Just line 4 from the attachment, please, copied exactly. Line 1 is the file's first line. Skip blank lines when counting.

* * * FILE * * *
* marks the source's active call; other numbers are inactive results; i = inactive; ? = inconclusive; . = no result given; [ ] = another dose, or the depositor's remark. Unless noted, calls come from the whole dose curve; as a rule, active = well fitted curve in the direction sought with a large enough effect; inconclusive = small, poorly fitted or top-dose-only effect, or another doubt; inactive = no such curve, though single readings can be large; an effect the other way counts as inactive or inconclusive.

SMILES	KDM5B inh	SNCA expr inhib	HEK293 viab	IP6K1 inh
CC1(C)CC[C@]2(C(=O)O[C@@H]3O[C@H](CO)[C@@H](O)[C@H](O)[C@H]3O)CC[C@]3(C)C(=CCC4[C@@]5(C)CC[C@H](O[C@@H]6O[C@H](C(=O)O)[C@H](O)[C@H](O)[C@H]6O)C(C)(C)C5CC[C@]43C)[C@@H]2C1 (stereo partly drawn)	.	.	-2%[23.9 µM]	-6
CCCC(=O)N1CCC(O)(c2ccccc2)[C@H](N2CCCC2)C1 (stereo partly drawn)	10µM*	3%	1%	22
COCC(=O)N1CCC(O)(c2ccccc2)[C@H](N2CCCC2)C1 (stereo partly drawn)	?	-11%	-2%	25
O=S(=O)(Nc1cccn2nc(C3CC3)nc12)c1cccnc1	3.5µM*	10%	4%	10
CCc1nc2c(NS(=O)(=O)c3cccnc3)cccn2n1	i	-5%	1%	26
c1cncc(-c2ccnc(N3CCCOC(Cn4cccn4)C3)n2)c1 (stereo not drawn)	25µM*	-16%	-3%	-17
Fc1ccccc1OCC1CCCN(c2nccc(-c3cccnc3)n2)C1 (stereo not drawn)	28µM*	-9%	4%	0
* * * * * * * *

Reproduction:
CCCC(=O)N1CCC(O)(c2ccccc2)[C@H](N2CCCC2)C1 (stereo partly drawn)	10µM*	3%	1%	22